Wildfire in New Brunswick, Canada.HANDOUT (AFP)
The wave of wildfires continues to wreak havoc in Canada. Drought, high temperatures and strong winds feed the path of the flames. Quebec has joined the list of affected provinces in recent days. In a press conference on Monday in Ottawa, Canadian Prime Minister Justin Trudeau described this wave as "unprecedented" for these months of the year. So far in 2023, more than 3.3 million hectares have burned in the country. Trudeau also pointed out that, according to projections, the scenario could worsen "throughout the summer", so his Government prepares different contingency plans.
The province of Quebec currently has 154 active fires. It already adds 420 in 2023, while the average of the last 10 years in the same period has been 199. The flames have spread especially in the regions of Abitibi-Témiscamingue, North Coast, Saguenay-Lac-Saint-Jean and Northern Quebec. More than 11,000 people have been evacuated, mostly residents of indigenous communities and small towns.
Aircraft and personnel of the Society for the Protection of Forests against Fire fight the flames. Members of the Canadian Armed Forces support a variety of tasks, just as they have in Alberta and Nova Scotia. Quebec Prime Minister François Legault urged people to stay away from forested areas and not to light open fires. He also warned of the effects caused by the smoke, since it has moved hundreds of kilometers from the fires. "We have problems with air quality even in Montreal," he said. The smoke has already crossed the Canadian border, having an impact on cities in the northern United States and darkening the sky of New York on Tuesday.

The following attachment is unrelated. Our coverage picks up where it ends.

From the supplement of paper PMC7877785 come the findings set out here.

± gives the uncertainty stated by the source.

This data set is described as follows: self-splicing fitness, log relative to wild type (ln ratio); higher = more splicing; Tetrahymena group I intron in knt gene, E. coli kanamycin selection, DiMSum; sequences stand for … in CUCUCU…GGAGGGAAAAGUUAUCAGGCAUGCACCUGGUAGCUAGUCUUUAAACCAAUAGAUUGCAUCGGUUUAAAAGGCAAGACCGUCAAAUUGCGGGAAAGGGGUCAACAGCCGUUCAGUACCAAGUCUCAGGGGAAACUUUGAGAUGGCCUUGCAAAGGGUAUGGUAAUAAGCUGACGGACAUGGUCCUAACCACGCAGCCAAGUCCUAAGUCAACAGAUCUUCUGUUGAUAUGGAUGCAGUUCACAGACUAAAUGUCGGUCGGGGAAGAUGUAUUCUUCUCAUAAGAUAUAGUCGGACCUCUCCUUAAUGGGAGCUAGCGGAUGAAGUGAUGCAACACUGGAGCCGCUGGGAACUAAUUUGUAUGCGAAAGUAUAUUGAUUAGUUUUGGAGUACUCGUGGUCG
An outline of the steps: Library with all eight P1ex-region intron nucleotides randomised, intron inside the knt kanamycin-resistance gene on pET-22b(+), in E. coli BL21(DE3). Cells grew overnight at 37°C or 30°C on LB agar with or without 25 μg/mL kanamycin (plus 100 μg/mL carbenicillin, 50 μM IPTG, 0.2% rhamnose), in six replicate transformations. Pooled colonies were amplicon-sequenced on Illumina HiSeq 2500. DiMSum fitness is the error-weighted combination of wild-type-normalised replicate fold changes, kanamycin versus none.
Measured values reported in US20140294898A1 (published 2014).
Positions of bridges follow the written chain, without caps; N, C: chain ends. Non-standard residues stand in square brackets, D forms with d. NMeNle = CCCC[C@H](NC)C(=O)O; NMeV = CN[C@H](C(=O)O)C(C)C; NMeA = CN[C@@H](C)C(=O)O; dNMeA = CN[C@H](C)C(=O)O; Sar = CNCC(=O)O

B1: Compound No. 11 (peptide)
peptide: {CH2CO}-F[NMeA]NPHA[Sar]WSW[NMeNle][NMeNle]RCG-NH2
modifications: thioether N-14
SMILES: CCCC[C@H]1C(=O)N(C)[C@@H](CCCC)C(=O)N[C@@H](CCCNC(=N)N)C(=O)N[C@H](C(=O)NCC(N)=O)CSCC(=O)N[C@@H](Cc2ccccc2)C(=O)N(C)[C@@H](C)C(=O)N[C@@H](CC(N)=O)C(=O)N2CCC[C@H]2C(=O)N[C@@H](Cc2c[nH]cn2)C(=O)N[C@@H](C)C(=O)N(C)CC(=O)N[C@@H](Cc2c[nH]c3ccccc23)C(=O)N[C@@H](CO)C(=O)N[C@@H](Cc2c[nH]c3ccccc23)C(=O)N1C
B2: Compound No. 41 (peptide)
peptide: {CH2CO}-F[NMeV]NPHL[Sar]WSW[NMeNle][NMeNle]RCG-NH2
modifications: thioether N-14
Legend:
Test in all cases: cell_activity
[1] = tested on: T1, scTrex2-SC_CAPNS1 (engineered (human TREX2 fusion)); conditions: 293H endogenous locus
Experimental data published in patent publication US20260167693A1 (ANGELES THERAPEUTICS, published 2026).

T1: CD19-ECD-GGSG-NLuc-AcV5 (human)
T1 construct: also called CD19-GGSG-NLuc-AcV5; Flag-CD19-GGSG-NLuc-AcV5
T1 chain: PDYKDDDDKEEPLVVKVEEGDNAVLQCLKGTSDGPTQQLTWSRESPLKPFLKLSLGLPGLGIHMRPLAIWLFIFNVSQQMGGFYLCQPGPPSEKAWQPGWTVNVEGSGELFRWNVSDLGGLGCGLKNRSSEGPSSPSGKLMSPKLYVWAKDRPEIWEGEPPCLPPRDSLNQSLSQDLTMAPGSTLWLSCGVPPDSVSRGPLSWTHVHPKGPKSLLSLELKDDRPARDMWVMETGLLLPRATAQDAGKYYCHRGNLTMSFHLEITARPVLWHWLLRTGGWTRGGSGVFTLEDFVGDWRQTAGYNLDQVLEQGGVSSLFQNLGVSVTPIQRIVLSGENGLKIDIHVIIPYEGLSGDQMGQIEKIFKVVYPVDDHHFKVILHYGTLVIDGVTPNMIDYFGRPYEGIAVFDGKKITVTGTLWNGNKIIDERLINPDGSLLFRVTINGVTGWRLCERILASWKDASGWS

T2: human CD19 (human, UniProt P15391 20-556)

The Government of Alberta announced on Saturday the end of the state of emergency decreed on May six. However, this province still has 60 active fires; British Columbia faces 80 and Saskatchewan 23. Although the rains in recent days have improved the situation in Nova Scotia, firefighters are unable to control the Shelburne County fire, the largest in the records of this Atlantic province.
Le Canada fait face à de terrible fires.
La France est solidaire. Une centaine de nos soldats du feu se préparent à aller combattre les flammes aux côtés de leurs camarades québécois. Des experts sont aussi mobilisés.
Amis canadiens, les renforts arrivent.
— Emmanuel Macron (@EmmanuelMacron) June 4, 2023
Prime Minister Trudeau: "We're going to get through this together and our government will continue to be there with whatever it takes to keep people safe and provide support." More than 3,000 Canadian firefighters are involved in the work. Some 900 from the United States, Australia, New Zealand, South Africa and France have arrived to provide additional aid. Nearly 120,000 people have been evacuated in the provinces affected throughout these first months of 2023 by the flames and smoke.
Environment Canada experts say climate change has contributed to the increased frequency and intensity of wildfires. Jonathan Wilkinson, Minister of Natural Resources, said at the meeting of Trudeau and several members of his government with journalists on Monday in Ottawa: "We live in a new reality. A reality in which we have to listen carefully to what science tells us."
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